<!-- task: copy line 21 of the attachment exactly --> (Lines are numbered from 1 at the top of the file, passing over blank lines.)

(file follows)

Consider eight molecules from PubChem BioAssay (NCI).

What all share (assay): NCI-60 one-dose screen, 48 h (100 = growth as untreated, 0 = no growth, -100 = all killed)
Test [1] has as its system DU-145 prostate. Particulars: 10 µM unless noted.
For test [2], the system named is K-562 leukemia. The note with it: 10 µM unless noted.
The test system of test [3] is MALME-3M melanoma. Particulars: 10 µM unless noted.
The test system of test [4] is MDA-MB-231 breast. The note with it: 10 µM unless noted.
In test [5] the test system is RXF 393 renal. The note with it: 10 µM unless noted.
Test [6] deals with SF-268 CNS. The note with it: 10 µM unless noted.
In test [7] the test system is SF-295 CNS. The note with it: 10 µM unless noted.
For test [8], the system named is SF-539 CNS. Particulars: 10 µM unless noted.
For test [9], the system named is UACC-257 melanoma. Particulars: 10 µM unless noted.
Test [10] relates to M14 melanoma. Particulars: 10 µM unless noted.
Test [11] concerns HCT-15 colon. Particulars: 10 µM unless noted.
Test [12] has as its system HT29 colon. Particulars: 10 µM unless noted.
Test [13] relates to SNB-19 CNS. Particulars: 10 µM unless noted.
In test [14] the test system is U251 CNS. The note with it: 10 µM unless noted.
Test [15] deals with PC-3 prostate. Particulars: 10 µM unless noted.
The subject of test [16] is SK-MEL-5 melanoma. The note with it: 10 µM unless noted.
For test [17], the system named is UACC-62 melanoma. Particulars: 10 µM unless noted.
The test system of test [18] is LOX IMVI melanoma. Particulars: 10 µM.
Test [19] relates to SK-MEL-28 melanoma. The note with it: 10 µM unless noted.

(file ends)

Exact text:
Test [19] relates to SK-MEL-28 melanoma. The note with it: 10 µM unless noted.